6/26: Will the New York City Mayor’s Race Come Down to the Buzzer?

By Dr. Lee M. Miringoff

For those watching the Bruins/Blackhawks Stanley Cup final the other night or game six of the NBA championship, the lesson learned is to stay in your seat until the very end.  That may also be the case with the NYC Democratic Primary for Mayor.   Nonetheless, the latest Wall Street Journal/NBC New York/Marist Poll shows some interesting dynamics that deserve attention.

caricature of Lee MiringoffAnthony Weiner has weathered the first phase of his return to electoral politics, and is now in front with 25% of Democrats’ support.  His 34% positive rating from last February has now become 52%.  Would Democrats consider voting for Weiner?  In April, his numbers were upside down with 46% saying “yes” but 50% saying “no.”  Now, his numbers are right side up with 53% of Democrats telling us they’d consider voting for Weiner to only 41% who won’t.

And then, there’s the decline in support for Christine Quinn.  She remains popular with  most Democrats.  In fact, her favorable/unfavorable rating is roughly two-to-one positive.  But, it has dropped.  In February, 65% of Democrats rated her favorably to only 17% who had a negative view of her.  Now, her positive rating has fallen to 57%, and her negatives have climbed to 29%.  Not too shabby but she now occupies second place among Democrats.  She’s no longer the frontrunner.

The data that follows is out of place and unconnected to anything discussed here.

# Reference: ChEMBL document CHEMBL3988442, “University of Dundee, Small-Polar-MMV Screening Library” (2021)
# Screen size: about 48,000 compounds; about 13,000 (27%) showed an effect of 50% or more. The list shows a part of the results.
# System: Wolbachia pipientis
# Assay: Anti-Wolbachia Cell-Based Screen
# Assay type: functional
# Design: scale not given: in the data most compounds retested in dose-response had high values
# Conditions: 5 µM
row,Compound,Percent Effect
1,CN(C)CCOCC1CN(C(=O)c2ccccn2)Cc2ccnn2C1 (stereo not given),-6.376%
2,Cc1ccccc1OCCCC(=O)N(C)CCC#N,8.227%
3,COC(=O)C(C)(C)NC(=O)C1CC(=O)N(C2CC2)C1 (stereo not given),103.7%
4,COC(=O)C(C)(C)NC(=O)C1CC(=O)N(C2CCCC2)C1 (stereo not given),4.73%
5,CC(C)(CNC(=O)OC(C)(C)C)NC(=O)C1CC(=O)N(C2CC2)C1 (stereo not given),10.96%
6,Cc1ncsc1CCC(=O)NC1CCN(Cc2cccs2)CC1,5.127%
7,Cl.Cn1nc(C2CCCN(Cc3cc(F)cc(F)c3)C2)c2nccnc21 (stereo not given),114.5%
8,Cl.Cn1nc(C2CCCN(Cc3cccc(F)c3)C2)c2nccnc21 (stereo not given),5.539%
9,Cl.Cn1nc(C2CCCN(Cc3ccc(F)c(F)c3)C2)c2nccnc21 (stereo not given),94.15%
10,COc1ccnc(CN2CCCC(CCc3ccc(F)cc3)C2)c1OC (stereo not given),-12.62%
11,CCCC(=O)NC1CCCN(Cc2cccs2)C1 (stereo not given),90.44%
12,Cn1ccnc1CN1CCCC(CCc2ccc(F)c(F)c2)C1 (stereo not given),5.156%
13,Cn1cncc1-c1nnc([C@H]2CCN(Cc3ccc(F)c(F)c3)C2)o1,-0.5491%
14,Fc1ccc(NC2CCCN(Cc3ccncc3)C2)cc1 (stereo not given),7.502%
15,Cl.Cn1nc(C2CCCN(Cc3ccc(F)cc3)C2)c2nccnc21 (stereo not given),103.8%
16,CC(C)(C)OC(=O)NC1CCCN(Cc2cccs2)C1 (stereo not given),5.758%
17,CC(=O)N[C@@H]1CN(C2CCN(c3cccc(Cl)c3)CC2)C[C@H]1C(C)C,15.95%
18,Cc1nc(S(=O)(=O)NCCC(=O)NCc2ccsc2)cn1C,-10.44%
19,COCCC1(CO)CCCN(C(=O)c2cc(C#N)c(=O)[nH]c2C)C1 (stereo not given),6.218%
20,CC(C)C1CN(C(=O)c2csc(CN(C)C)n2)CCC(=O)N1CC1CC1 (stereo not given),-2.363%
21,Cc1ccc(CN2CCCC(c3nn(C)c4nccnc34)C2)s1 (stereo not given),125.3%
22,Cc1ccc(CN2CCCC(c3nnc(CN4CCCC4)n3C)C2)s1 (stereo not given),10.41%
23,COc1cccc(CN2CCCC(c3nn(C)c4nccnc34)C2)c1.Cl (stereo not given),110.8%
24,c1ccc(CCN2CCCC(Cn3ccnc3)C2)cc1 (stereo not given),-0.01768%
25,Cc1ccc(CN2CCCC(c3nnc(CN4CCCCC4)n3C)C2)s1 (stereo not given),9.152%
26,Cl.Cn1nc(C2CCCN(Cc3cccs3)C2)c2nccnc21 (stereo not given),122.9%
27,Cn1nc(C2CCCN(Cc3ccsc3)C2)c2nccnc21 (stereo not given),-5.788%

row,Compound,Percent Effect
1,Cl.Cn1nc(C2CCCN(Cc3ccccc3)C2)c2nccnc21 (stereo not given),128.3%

Bill Thompson, who narrowly lost to Bloomberg last time, is in third place currently with 13% of the Democratic vote.  But, he’s a factor to be watched as the field hopes to advance to the runoff.  His positive score has jumped from 52% last month to 60% currently.  In a runoff against either Quinn or Weiner, Thompson is neck-and-neck.

Movement, yes.  But, the race remains wide open with 18% of Democrats saying they are undecided, and only 36% firmly committed to a candidate.  If, as expected, this ends up a low turnout primary, then the ability of a candidate to turn out his or her base will be crucial.  That mobilization is not likely to be evident until the closing weeks of the campaign when voters are paying more attention.  Until then, these political playoffs remain very much an active contest.